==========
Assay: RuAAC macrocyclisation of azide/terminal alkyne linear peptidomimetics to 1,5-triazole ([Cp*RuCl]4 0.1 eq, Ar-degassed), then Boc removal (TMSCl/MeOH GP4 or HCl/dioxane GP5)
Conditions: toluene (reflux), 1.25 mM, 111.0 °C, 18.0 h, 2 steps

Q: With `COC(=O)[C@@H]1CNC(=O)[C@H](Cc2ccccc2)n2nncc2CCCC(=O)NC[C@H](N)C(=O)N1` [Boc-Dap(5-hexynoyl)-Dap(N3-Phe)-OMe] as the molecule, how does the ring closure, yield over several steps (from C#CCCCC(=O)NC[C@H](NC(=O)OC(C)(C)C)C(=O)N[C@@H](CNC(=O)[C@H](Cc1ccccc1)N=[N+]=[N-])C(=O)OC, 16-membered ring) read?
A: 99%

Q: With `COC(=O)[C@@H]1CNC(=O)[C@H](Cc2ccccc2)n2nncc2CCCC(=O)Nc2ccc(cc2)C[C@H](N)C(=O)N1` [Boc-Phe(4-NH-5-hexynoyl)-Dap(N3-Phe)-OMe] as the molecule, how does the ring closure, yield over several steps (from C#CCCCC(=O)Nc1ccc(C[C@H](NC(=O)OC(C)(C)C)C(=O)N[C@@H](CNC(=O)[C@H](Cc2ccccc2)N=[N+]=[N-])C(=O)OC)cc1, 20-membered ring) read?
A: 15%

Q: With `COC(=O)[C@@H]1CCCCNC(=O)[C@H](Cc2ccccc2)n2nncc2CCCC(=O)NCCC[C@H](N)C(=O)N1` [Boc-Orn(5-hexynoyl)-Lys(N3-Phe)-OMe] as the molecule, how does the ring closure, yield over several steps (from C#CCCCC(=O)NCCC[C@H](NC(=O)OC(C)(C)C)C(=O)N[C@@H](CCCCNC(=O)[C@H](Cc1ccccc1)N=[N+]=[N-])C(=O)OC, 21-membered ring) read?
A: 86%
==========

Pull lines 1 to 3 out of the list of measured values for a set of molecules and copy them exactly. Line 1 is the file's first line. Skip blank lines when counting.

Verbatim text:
Assay: RuAAC macrocyclisation of azide/terminal alkyne linear peptidomimetics to 1,5-triazole ([Cp*RuCl]4 0.1 eq, Ar-degassed), then Boc removal (TMSCl/MeOH GP4 or HCl/dioxane GP5)
Conditions: toluene (reflux), 1.25 mM, 111.0 °C, 18.0 h, 2 steps

Q: With `COC(=O)[C@@H]1CNC(=O)[C@H](Cc2ccccc2)n2nncc2CCCC(=O)NC[C@H](N)C(=O)N1` [Boc-Dap(5-hexynoyl)-Dap(N3-Phe)-OMe] as the molecule, how does the ring closure, yield over several steps (from C#CCCCC(=O)NC[C@H](NC(=O)OC(C)(C)C)C(=O)N[C@@H](CNC(=O)[C@H](Cc1ccccc1)N=[N+]=[N-])C(=O)OC, 16-membered ring) read?